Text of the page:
18Nov2017Headlines:

Life On A Ship: The Inside Story

For most people outside the maritime world, there are two opposite views about life on a ship for mariners and seamen. Some believe that the life is ultra luxurious with loads of money and global travelling, while the other school of thought believes that it is a very boring and work immersed life with no entertainment or lighter moments. So why not learn about life on a ship from first-hand experience of someone rather than relying on assumptions.

Job on Ship

Job on Ship

This article has been uploaded on behalf of Puneet who is works as Chief Officer and mostly sails on tanker ships and OBOs. We took a personal interview to find out what his experiences were and how he found life on a ship so that aspiring candidates and even the general public could know better about it. We are not presenting this write up in a boring interview question-answer session but have used the facts collected during the conversation to write this article.

Enjoying in Kitchen

Enjoying in Kitchen

I would also like to state that the title part saying “the inside story” does not intend to mean that it reveals some dark secrets or any breaking news type stuff. Seamen are just men (and women) like the rest of us, so their job roles have to be understood in the right perspective which is not only good from the general knowledge perspective of the people on land, but mainly for candidates who want to join the marine jobs but because of lack of any previous family background at sea or any proper guidance are either lured by myths or just over discouraged.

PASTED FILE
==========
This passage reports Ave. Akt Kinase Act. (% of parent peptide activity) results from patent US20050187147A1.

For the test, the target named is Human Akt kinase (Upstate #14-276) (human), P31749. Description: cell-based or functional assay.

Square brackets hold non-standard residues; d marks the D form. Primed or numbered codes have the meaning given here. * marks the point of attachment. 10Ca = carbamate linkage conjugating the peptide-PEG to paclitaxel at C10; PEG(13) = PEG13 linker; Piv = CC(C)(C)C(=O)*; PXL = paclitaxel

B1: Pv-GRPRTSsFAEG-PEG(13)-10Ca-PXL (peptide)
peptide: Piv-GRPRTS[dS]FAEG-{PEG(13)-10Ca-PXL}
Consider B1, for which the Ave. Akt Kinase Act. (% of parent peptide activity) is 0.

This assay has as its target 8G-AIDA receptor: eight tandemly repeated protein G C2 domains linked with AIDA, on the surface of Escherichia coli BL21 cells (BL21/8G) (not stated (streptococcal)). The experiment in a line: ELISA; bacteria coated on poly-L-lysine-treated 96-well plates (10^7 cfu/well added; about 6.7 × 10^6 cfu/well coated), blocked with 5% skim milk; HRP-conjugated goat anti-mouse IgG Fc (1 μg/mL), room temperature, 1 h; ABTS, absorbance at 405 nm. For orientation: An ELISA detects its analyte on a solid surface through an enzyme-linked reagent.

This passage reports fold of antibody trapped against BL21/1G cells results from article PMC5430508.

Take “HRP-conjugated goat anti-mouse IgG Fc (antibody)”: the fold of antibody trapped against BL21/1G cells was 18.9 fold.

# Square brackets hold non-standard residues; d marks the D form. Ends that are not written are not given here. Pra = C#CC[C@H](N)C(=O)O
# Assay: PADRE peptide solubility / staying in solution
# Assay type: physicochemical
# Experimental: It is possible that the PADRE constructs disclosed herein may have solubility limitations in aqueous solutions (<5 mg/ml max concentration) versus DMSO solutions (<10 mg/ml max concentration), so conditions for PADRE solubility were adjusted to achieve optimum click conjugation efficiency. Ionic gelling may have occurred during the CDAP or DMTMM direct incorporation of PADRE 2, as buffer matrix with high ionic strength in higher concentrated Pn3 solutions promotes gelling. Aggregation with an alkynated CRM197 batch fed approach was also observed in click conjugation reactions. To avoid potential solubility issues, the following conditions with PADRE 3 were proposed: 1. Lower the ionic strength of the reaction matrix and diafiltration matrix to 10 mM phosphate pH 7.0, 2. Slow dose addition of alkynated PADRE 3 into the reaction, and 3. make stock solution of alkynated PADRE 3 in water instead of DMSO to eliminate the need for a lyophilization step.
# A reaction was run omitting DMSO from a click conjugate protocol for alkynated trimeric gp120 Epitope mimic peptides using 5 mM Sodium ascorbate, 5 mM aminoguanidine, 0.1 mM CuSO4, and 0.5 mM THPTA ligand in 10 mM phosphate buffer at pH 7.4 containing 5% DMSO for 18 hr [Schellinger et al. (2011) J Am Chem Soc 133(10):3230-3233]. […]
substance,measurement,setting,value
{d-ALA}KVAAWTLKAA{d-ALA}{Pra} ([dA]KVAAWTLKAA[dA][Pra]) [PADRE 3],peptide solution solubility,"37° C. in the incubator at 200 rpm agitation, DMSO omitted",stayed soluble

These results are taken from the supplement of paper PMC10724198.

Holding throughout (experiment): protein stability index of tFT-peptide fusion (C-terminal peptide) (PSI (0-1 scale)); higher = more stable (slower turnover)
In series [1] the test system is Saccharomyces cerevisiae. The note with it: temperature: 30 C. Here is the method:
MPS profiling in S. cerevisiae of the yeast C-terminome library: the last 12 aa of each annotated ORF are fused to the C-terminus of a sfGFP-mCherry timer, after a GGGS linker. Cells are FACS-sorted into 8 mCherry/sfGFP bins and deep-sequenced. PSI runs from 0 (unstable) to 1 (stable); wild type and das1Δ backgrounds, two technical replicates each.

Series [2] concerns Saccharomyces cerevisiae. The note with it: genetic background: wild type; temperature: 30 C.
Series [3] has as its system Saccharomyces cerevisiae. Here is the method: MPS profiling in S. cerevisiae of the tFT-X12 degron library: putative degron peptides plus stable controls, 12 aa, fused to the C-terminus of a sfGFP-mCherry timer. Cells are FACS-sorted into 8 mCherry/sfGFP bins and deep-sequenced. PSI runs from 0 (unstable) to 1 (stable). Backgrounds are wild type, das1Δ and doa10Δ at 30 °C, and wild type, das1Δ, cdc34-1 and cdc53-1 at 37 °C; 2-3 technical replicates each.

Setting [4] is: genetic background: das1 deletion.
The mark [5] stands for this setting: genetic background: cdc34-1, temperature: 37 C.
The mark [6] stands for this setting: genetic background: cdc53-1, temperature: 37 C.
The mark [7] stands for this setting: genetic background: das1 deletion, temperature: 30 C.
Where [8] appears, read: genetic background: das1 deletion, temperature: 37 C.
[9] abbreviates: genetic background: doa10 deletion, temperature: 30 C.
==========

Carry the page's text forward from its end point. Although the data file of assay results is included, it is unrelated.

It is certainly true that life on a ship is not easy and involves a lot of hard work and dedication. The actual work performed by any seaman depends on his or her rank and duties allocated. If you are surprised to find the mention of “her” let me tell you that women are playing important roles in shipping these days right from female marines to being engineers and navigating officers. We also carried a recent story at this website about “Radhika Menon” who had the honor to become the first female captain.

Gym on Ship

Gym on Ship

The nature of work changes as you progress in your rank and becomes less demanding physically but more responsibility and mental challenges as you progress. The Chief Engineer and the Ship Captain or Master are at the helm of affairs in their departments and the Master is infact the overall boss and representative of the shipping company and his word is literally the law of the ship.

Mostly due to commercial pressures, the ship and her staff hardly take a break and operations are carried out continuously unless there are instructions to anchor the ship for a certain period of time due to some reasons or the vessel is undergoing dry dock operations.

Yet life on ship is not “all work and no play” types but there are plenty opportunities for recreation, sight-seeing and entertainment as well. Most of the ships have indoor games such as table tennis, chess, foosball, and darts. There is gym equipment in most ships where the sailors can do exercise. Of course given the tough physical routine, this is hardly a requirement especially at lower ranks but sometimes the senior people could need these to keep themselves fit and keep their mind, brain and nerves under control.

Tennis on Ship

Tennis on Ship

Given below are some pictures which show how mariners are enjoying themselves in some of the lighter moments at sea. This does not seem much different from what other professionals or executives could do on land.

So to summarize it all, life on a ship is not so easy yet at the same time it cannot be said to be an alien’s life.

Music on Ship

Music on Ship

Communication was certainly a problem in the days of the yore, when only dit-dah type signals were sent by marine radio officers but with the advent of satellite phones and the use of computers on ships and the availability of internet the barriers of communication have broken down to a great degree. Of course the physical presence cannot be fully compensated for the family of a seafarer via such means; still it does make a lot of difference.

Acknowledgement: On behalf of entire team of Marine Knowledge, we would like to thank Puneet for sharing this valuable insight and personal pictures which made it possible to write this story

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